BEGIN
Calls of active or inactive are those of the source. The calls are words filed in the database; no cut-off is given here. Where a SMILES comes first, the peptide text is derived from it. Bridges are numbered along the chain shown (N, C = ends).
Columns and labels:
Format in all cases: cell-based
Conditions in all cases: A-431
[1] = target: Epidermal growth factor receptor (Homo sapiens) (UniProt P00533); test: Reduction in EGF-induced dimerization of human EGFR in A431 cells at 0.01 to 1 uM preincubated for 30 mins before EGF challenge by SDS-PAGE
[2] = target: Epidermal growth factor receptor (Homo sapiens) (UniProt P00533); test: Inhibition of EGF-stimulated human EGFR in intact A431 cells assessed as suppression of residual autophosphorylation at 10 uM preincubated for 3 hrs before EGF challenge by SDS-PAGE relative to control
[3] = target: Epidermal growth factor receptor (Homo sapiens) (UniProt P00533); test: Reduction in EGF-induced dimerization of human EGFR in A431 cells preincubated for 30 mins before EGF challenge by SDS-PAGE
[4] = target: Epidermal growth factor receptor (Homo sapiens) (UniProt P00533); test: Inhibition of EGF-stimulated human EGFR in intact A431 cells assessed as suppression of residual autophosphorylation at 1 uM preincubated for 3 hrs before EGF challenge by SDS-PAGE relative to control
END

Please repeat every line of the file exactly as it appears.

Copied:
Calls of active or inactive are those of the source. The calls are words filed in the database; no cut-off is given here. Where a SMILES comes first, the peptide text is derived from it. Bridges are numbered along the chain shown (N, C = ends).
Columns and labels:
Format in all cases: cell-based
Conditions in all cases: A-431
[1] = target: Epidermal growth factor receptor (Homo sapiens) (UniProt P00533); test: Reduction in EGF-induced dimerization of human EGFR in A431 cells at 0.01 to 1 uM preincubated for 30 mins before EGF challenge by SDS-PAGE
[2] = target: Epidermal growth factor receptor (Homo sapiens) (UniProt P00533); test: Inhibition of EGF-stimulated human EGFR in intact A431 cells assessed as suppression of residual autophosphorylation at 10 uM preincubated for 3 hrs before EGF challenge by SDS-PAGE relative to control
[3] = target: Epidermal growth factor receptor (Homo sapiens) (UniProt P00533); test: Reduction in EGF-induced dimerization of human EGFR in A431 cells preincubated for 30 mins before EGF challenge by SDS-PAGE
[4] = target: Epidermal growth factor receptor (Homo sapiens) (UniProt P00533); test: Inhibition of EGF-stimulated human EGFR in intact A431 cells assessed as suppression of residual autophosphorylation at 1 uM preincubated for 3 hrs before EGF challenge by SDS-PAGE relative to control